Aspargus Beans

Posie(z3 MN)August 20, 2006

Does anyone grow them? This is the first year I have grown them. They are two feet long but someone told me that they need to be cooked in a certain method. Do you have any info about this? Woould appreciate hearing about it.

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zeedman Zone 5 Wisconsin

You want to harvest asparagus beans (A.K.A. yardlongs) when about 1/4 inch thick, before the seeds begin to bulge. They are best cooked lightly, such as in a stir-fry. When I cook them alone as a vegetable, I steam them from 5-10 minutes; start testing after 5 minutes, and remove from heat immediately when done.

If the pods are allowed to dry on the vine, the dry seeds can be prepared the same as blackeyed peas.

Incidentally, if you are in a short-season area (Minnesota would certainly qualify) you would benefit greatly by starting asparagus beans in peat pots. They germinate very quickly (3-5 days @ 80 degrees F). Start them about 14 days earlier than the recommended planting date for cowpeas, and put them in direct sun _immediately_ after germination (they get leggy very quickly indoors).

    Bookmark   August 20, 2006 at 11:40PM
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Posie(z3 MN)

Thanks for the info, I appreciate that !

    Bookmark   August 21, 2006 at 12:48PM
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jimster(z7a MA)

Yard long beans are much used in Chineses cooking. The recipes in The Key to Chinese Cooking by Irene Kuo are too long to post here because she goes into great detail about the cooking method. If you do some searching on the web, I'm sure you will find some good Chinese recipes for yard longs. I like them in a spicy, Szechuan stir fry style.

Jim

    Bookmark   August 21, 2006 at 11:41PM
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zeedman Zone 5 Wisconsin

Thanks for the info, Jimster; that book sounds worth checking out. My yardlongs are just now hitting full stride, and I'll be picking a lot in the next few weeks... new recipes would be a pleasant change of pace. I grow a lot of other Asian veggies, so that book will get a workout.

    Bookmark   August 23, 2006 at 4:56PM
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jimster(z7a MA)

Irene Kuo's book apparenty is out of print. It's easy to get a used one at a cheap price though and I highly recommend it. It's not just a recipe book. She's meticulous in describing methods, which makes a huge difference because you understand the results you are striving for. I have what I consider THE book for each of the ethnic cuisines which interest me. For Chinese, this is it.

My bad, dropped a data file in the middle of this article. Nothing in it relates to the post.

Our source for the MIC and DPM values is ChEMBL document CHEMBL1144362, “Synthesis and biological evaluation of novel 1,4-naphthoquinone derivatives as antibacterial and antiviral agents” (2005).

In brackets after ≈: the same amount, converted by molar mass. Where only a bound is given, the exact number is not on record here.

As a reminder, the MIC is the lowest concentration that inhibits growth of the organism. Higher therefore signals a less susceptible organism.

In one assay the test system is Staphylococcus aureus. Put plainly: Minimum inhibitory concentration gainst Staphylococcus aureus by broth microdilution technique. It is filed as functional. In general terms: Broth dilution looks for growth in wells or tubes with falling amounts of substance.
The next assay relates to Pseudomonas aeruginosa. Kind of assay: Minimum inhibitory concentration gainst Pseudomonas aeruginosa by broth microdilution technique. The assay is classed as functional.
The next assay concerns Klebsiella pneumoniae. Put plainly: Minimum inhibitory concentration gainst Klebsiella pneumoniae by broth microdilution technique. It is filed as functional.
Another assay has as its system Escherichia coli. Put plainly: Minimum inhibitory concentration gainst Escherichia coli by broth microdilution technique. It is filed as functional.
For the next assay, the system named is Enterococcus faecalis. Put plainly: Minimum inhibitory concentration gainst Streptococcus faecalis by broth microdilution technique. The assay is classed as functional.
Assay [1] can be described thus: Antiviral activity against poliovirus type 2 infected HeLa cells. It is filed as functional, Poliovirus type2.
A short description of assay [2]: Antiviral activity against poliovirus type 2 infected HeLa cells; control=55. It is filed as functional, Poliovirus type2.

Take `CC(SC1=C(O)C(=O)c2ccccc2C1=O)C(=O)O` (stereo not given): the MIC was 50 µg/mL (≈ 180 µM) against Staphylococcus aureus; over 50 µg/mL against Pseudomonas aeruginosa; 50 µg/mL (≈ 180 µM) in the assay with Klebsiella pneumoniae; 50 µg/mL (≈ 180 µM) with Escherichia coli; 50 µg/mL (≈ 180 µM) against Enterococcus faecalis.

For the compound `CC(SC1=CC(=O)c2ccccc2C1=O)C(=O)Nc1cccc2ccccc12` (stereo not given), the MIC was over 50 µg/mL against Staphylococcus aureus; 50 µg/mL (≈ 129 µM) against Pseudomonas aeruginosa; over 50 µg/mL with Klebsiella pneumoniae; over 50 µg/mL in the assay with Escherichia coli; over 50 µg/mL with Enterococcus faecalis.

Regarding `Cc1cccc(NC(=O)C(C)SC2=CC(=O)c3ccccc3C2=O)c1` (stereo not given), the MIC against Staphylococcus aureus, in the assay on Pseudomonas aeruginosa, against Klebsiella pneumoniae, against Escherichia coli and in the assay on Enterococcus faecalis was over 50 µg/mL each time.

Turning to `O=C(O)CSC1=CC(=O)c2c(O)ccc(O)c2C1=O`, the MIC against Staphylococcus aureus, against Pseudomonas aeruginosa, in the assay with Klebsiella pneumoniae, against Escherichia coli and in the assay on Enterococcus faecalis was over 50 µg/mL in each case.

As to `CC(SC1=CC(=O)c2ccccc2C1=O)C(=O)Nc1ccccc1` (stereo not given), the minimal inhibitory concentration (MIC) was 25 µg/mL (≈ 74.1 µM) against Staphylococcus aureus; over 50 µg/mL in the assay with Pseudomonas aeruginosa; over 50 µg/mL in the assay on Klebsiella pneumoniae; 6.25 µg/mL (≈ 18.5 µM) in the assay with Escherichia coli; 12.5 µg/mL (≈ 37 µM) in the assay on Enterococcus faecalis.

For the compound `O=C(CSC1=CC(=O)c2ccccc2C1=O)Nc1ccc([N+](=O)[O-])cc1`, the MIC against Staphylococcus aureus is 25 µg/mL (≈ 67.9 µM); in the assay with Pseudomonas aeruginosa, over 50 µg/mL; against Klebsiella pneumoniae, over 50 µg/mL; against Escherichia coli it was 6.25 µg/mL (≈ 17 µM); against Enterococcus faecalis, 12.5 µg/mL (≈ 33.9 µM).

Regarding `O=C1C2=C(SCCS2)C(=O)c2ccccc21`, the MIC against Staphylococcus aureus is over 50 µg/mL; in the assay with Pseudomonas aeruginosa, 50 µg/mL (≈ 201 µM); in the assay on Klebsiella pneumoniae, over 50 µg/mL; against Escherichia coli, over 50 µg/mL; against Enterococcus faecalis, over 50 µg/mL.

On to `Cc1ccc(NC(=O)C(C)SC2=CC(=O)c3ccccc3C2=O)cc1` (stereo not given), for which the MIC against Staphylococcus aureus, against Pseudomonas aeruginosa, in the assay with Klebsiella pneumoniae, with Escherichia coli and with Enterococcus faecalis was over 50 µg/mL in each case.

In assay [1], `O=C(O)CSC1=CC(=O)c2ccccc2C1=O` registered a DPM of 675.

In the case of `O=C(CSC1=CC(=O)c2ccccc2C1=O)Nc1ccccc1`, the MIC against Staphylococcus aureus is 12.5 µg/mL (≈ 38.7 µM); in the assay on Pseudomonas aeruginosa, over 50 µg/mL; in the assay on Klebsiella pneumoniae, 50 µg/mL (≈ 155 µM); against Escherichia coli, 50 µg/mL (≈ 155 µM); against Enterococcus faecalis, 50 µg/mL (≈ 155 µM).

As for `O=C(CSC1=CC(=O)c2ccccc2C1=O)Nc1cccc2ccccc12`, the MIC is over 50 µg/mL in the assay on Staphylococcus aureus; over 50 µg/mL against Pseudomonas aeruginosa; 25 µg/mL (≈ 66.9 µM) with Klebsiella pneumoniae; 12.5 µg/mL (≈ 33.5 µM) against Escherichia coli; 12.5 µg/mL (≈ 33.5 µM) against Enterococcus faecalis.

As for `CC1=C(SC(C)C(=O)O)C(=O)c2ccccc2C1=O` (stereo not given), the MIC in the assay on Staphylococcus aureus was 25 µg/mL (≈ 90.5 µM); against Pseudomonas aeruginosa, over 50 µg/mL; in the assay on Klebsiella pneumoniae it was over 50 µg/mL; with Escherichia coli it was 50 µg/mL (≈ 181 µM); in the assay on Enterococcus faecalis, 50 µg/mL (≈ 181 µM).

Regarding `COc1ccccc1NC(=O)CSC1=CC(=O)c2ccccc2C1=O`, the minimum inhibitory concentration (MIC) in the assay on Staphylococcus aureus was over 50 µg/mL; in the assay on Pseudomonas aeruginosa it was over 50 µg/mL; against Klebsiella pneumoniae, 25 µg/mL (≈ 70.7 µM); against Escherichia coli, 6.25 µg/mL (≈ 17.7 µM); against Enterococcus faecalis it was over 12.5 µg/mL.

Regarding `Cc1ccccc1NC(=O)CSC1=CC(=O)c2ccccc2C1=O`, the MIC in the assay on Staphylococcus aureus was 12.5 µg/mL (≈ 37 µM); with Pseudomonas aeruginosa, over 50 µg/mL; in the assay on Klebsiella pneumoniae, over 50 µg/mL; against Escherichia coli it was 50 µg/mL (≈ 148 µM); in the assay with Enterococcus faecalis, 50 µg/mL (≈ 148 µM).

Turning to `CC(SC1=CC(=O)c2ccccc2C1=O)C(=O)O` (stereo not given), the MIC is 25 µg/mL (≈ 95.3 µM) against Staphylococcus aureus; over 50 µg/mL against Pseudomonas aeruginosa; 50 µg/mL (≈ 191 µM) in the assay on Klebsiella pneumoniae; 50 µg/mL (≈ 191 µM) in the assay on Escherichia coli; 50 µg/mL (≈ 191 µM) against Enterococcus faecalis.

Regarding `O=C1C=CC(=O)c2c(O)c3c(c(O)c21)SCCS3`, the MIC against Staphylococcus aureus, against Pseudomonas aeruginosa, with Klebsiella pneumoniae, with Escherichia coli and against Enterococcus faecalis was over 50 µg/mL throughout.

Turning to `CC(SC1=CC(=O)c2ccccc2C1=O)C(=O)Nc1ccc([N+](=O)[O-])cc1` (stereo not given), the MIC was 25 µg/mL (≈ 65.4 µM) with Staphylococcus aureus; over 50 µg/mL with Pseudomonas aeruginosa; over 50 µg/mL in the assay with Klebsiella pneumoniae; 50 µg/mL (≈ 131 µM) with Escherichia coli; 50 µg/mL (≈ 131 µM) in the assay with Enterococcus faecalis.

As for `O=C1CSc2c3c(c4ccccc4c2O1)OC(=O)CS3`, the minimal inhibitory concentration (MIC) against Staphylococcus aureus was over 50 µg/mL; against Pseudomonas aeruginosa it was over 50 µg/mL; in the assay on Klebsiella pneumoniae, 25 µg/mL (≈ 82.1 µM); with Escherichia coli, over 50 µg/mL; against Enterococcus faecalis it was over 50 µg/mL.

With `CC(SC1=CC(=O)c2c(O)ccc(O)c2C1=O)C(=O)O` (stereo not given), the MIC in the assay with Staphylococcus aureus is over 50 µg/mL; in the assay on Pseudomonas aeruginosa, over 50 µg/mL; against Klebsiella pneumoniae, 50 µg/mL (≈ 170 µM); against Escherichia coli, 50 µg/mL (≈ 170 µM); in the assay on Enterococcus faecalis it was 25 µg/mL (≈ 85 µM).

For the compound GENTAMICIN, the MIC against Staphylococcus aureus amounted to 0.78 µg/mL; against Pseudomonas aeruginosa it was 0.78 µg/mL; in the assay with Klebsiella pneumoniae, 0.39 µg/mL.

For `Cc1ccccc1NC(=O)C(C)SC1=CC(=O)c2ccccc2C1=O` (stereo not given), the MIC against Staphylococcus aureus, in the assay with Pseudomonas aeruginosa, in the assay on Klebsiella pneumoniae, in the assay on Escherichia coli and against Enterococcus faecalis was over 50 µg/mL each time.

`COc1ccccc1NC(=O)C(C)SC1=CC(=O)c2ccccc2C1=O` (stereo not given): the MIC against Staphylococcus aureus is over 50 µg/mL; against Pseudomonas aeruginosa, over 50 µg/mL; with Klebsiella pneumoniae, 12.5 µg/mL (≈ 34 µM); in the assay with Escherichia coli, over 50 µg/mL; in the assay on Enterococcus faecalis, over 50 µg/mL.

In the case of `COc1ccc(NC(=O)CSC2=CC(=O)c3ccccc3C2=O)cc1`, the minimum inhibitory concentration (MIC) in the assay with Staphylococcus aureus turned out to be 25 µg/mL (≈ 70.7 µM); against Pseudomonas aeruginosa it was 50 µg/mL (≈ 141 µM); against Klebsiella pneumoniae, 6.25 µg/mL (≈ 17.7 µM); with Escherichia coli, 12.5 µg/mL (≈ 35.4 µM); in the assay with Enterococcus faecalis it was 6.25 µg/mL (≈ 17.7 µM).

Jim

Here is a link that might be useful: The Key to Chinese Cooking at Amazon.com

    Bookmark   August 23, 2006 at 6:08PM
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julieann_grow

I cooked them all the ways I would regular pole beans and just loved them. There are less strings when they are not allowed to get too big. I loved them.

    Bookmark   September 2, 2006 at 7:23PM
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zeedman Zone 5 Wisconsin

Finally able to post some photos... pictures of this year's crop of Yardlongs:


Black-seeded yardlong from a Filipino friend (probably Liana)


"Chinese Red Noodle" yardlong

    Bookmark   September 26, 2006 at 1:52AM
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macmex

Zeedman, those are beautiful! We grow an heirloom called Georgia Long. A couple years ago I had correspondence with and older gentleman over at Dave's Garden, who seems to know a LOT about the history of many varieties. He mentioned that "Long beans" were a novelty in the late 1800's but never really caught on for general use. Apparently Georgia Long, which I got through a Seed Savers Exchange member back in 1985, was a hold out from that "first line of immigration." Anyway, it's just an asparagus bean with brick colored seed. Ours were planted lat this year, and are just hitting their stride now too.

I noticed that all my cowpeas were plagued with aphids this year. More so than other years. Perhaps this was due to the dry summer we experienced. Anyway, I've selectively misted the aphids with a soap solution, trying to avoid the lady bugs and lacewings. Now, coming up on the end of the season, the beneficials are winning the war. Aphids are down and beneficials are everywhere!

George
Tahlequah, OK

    Bookmark   September 26, 2006 at 12:30PM
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jimster(z7a MA)

I like those pics!

Do you measure your yield in pounds, bushels or yardage?

Jim

    Bookmark   September 26, 2006 at 2:33PM
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